Trip Start Aug 09, 2008
Trip End Aug 2009

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Flag of India  , Uttarakhand,
Saturday, April 11, 2009

Our stay at R.O.S.E. (Rural Organization for Social Elevation) was more of a homestay than volunteering.  There are opportunities to volunteer but as we found out you need to plan before-hand and figure out where your expertise might be best used.

We stayed with Jeevan Verma and his family near the town of Kanda, in the Kumaon valley, close to the Himalayan mountains. Getting there was a bit of a challenge. We took a train from Haridwar to Kathgodam, and then rode in a shared taxi (these are jeeps that serve as mini buses picking up passengers going to specific destinations) which is a popular mode of transport in the mountains, since there are no autorickshaws.

The ride was through the mountains with spectacular scenery along the way, which somewhat compensated for the continuously winding, hilly climb for the7 hours it took to reach our next transit stop.  It is quite common to see heads sticking out of the buses/taxis as people throw up from motion sickness. Our trip was no exception, although luckily it was neither one of us who got sick. The taxi took us to Bageshwar and then we got into another shared taxi to Kanda Market, and from there the locals pointed out Jeevan Verma's house, which was nestled in the valley, amidst paddy fields and other homes. Very few tourists seem to visit this area, so when locals see foreigners or backpackers they know they are volunteers with R.O.S.E. The location is absolutely beautiful and peaceful and worth the 24 hours it took us to get there.

We stayed with R.O.S.E. for 4 days and got a sense of rural life in the Kumaon Valley and some of the challenges faced by the farmers.  Jeevan mentioned that life in the village has changed, in that where at one time, entire households would pitch in and work the farm, today, most men have jobs outside, kids go to school and so the farm work falls on the women. And the work these women do is just amazing.  They are up at the crack of dawn and take care of the farming, cooking, household and day-to-day stuff.  Most of the work they do in the field is hard physical labour. We saw women carrying large loads of wheat or grain up and down steep hills, threshing wheat by hand, and plowing fields. All of the work involved manual labour, with little mechanized practices. We were not sure if that was by choice or due to the income levels of the farmers.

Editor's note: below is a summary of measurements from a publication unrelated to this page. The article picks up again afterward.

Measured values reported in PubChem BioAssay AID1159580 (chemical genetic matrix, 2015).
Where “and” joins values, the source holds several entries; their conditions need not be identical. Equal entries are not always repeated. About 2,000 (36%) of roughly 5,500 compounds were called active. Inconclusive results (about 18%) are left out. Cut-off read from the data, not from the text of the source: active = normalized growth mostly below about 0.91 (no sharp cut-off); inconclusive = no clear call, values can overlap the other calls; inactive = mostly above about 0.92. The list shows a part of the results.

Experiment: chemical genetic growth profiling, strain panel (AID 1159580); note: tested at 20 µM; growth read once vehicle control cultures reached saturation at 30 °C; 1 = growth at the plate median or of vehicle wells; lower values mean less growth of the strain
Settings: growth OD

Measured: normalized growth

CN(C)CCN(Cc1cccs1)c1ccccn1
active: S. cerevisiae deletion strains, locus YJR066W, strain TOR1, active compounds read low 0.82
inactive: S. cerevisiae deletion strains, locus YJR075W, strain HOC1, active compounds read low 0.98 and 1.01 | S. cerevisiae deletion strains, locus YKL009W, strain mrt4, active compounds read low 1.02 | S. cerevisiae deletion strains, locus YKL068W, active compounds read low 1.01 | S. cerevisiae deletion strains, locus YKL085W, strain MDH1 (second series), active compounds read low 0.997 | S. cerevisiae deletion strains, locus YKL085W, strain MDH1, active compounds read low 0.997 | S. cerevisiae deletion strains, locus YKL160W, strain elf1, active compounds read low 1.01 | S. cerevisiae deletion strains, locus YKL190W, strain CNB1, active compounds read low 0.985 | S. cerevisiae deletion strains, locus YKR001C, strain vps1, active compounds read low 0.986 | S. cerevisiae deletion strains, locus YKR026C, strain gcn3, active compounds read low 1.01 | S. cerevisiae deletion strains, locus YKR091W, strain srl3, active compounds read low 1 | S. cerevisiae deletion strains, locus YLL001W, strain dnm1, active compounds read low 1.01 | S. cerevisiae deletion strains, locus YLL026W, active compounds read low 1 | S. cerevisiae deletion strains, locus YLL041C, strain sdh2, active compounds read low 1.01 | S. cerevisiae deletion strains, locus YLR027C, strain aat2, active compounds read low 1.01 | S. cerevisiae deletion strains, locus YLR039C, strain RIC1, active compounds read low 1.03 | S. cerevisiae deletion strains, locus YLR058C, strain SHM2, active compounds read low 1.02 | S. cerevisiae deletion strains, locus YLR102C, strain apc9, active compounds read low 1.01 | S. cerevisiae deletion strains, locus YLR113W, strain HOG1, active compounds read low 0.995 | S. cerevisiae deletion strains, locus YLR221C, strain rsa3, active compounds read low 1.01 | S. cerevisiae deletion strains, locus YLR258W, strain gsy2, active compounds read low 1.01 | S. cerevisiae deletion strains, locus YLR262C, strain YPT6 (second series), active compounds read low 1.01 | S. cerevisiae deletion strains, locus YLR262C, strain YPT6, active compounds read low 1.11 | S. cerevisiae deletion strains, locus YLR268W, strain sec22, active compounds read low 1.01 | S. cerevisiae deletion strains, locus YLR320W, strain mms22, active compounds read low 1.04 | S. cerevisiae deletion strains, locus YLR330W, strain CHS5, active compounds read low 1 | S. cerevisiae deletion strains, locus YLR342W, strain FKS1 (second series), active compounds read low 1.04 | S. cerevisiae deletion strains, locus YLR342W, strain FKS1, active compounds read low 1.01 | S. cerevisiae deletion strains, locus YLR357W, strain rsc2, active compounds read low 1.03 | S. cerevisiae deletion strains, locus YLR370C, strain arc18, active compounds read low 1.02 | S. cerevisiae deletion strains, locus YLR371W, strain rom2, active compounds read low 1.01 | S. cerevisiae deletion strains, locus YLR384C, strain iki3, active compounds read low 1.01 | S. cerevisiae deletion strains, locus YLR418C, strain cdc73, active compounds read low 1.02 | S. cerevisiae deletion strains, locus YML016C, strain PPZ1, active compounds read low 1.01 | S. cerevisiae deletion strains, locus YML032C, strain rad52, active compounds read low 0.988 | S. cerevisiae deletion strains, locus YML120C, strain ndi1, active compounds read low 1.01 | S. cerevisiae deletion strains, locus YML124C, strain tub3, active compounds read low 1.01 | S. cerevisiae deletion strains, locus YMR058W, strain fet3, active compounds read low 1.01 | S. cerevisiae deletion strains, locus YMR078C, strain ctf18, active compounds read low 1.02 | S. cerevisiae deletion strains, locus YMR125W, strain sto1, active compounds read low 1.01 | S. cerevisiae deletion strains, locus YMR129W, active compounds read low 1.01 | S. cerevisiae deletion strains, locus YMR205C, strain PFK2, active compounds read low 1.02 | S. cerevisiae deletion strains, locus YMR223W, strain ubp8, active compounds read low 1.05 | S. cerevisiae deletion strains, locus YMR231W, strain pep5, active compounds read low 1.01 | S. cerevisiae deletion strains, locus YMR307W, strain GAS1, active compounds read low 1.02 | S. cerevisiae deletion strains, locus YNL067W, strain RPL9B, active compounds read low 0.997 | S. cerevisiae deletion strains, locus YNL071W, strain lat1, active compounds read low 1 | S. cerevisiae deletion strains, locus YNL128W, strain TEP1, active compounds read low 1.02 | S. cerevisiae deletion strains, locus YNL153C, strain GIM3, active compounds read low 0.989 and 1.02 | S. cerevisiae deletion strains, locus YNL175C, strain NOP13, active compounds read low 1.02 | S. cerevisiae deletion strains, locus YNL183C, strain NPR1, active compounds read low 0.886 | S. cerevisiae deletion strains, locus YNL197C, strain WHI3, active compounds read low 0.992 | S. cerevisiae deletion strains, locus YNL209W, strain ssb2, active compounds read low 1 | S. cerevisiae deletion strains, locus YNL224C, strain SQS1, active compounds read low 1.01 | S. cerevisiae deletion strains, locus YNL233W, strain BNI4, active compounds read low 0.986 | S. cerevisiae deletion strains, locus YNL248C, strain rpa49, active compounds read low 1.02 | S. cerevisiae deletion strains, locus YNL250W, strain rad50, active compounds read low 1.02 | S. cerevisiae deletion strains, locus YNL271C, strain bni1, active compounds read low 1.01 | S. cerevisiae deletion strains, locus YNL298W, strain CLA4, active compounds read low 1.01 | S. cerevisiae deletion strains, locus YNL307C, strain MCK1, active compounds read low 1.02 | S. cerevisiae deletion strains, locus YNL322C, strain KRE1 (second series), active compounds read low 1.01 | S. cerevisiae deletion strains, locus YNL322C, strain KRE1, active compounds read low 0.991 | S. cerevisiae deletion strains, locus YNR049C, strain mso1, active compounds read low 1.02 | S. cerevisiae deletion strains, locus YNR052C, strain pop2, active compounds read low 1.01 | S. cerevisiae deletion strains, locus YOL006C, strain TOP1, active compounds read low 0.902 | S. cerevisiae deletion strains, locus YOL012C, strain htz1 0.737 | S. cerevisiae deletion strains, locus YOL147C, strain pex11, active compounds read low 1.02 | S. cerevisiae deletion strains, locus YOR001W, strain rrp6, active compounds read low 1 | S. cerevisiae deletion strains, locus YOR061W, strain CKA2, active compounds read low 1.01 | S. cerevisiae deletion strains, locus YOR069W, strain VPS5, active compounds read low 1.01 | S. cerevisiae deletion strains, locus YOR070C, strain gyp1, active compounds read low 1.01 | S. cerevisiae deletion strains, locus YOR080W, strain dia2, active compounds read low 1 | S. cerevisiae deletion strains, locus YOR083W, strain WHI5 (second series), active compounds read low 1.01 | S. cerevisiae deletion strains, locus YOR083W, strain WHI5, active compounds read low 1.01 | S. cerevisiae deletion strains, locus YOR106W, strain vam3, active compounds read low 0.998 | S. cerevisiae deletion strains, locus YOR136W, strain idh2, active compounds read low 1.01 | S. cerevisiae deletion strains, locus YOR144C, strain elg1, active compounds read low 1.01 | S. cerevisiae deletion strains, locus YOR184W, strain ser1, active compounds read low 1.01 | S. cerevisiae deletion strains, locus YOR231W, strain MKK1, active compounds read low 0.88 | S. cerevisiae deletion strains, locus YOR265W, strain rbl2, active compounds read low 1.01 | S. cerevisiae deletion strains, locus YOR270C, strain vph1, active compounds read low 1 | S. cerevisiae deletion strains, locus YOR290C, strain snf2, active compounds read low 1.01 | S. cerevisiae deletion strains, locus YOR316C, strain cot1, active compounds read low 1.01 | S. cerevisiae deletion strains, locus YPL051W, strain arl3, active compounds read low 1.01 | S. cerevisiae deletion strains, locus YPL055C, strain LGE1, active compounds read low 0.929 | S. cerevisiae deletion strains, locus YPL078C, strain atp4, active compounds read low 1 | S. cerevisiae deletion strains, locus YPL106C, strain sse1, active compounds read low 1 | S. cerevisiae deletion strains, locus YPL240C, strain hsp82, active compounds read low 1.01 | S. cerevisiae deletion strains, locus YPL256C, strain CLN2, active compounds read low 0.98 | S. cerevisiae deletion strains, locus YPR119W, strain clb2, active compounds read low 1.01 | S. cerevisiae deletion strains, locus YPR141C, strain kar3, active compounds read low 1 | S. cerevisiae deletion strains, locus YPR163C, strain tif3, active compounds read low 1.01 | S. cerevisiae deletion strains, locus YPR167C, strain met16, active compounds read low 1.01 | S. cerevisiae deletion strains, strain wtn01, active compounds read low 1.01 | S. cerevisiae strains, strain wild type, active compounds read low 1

We saw some projects that had been completed by previous volunteer groups, like solar lighting for houses that could not afford electric light, and construction of a community centre and provisions store where low-income farmers could purchase supplies. Seeing what could be done by volunteers working with the local community made us realize how important it is to have a plan or project to work on rather than just showing up and hoping to make a difference. We decided to leave R.O.S.E. earlier than planned because we felt somewhat useless as we had no specific tasks to do.
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